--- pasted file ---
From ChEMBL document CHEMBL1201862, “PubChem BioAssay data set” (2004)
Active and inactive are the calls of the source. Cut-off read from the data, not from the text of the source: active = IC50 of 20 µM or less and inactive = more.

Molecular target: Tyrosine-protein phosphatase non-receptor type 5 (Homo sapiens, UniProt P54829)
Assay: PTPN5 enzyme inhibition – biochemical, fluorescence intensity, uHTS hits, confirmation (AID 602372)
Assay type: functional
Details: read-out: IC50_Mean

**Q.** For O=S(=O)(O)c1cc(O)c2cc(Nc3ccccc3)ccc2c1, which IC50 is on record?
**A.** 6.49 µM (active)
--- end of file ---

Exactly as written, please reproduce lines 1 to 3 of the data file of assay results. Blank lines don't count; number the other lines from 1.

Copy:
From ChEMBL document CHEMBL1201862, “PubChem BioAssay data set” (2004)
Active and inactive are the calls of the source. Cut-off read from the data, not from the text of the source: active = IC50 of 20 µM or less and inactive = more.

Molecular target: Tyrosine-protein phosphatase non-receptor type 5 (Homo sapiens, UniProt P54829)